[LINK] Westpac innovation gets through the Gates
Thu, 17 Feb 2000 16:52:11 +1100
Savings started to emerge when we burned $900 million including a
never-completely-audited amount of government funding?? Westpac went through its
CS87/88/89/90 nightmare in 1992?? (1998 minus six years according to the
Subject: Re: [LINK] Westpac innovation gets through the Gates
Author: "Bernard Robertson-Dunn" <firstname.lastname@example.org>
Date: 17/02/00 15:53
Ralph Seberry wrote:
> brd wrote:
> > I don't want to denigrate the current Westpac IT staff, but does
> > anyone remember the CS90 debacle?
> CS90 was mentioned in several software engineering journals recently.
> The upshot of one article was that senior managers listened to
> consultants and ignored warning messages from their own IT staff.
>From Australia's Business Review Weekly magazine, November 30, 1998.
> Savings from Westpac's technology restructuring of the late 1980s
> (which has been continually upgraded) started to show about six years
> ago. That was the time Westpac was going through its CS90 IT nightmare,
> when the bank's dream of an all-encompassing banking system cost it
> what has been estimated at $900 million.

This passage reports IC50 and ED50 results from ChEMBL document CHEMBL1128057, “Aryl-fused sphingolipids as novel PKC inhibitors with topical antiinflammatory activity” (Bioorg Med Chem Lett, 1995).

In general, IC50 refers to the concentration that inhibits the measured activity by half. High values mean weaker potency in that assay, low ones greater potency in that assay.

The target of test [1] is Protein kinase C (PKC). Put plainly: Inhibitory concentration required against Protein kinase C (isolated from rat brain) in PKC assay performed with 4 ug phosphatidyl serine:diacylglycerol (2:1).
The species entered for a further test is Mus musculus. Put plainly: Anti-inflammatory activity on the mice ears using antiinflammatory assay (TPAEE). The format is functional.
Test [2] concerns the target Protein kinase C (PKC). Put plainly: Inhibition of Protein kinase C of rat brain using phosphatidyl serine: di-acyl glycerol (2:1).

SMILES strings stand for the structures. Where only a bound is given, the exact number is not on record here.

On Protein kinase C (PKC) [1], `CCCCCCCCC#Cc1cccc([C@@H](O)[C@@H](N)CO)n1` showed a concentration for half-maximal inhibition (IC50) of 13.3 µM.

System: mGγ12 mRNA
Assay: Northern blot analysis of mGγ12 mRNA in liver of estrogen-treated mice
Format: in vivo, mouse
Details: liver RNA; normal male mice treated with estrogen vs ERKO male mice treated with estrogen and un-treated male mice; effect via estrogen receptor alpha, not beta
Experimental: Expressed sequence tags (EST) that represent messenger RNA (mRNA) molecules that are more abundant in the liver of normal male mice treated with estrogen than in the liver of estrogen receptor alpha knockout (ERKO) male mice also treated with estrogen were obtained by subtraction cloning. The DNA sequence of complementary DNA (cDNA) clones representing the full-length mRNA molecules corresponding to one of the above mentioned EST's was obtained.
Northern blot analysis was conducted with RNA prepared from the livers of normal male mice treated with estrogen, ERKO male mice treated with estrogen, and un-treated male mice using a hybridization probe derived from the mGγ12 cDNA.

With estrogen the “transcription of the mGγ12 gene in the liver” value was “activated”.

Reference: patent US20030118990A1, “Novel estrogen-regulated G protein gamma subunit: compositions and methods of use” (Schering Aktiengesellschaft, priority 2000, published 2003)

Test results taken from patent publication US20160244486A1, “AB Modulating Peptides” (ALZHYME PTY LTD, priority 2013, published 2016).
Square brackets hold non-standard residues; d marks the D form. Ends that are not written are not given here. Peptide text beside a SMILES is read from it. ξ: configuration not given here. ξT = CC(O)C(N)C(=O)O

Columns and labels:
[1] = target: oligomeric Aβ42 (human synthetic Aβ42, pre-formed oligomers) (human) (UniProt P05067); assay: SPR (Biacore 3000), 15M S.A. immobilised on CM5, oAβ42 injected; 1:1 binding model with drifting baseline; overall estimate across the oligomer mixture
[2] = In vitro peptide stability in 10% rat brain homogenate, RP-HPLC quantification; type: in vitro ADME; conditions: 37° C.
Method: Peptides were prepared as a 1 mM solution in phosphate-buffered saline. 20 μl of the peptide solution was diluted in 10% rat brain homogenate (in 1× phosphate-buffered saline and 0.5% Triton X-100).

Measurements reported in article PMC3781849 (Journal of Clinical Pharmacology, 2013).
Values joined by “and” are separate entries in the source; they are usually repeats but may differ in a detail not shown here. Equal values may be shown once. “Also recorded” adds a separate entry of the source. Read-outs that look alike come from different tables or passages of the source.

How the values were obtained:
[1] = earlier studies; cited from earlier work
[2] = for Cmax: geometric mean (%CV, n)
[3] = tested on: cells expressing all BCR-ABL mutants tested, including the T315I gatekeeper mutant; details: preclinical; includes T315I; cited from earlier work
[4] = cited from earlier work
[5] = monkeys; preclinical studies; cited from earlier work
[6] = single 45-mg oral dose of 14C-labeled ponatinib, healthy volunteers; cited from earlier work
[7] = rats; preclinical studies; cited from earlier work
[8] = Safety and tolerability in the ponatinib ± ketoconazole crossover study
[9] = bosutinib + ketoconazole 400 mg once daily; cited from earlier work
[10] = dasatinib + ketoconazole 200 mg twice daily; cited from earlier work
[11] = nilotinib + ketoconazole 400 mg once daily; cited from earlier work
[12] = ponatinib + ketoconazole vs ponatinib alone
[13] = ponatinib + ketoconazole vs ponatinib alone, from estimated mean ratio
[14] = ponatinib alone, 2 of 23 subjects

Westpac - one of the world's best. (At what?)
Re the comment "senior managers listened to consultants and ignored warning
messages from their own IT staff". This is at the heart of most IT
failures. Senior managers (and politicians) don't know how to cope with
Information Systems and don't like the advice given by their own people.
Consultants, political advisers, outsourcers and vendors in general, work
to different agenda. Senior managers cannot discriminate between good and
bad predictions and so go with what they would like to believe.
We are seeing the same effect in the areas of HDTV, DSL, CDMA, e-commerce,
censorship, the cost of GST compliance, in fact anything that is being done
for the first time. Unfortunately, many things are being done for the first
time these days, not the least of which is the commercialisation of the
It is truly enough said that a corporation has no conscience. But a
corporation of conscientious men is a corporation with a conscience.
-- Henry David Thoreau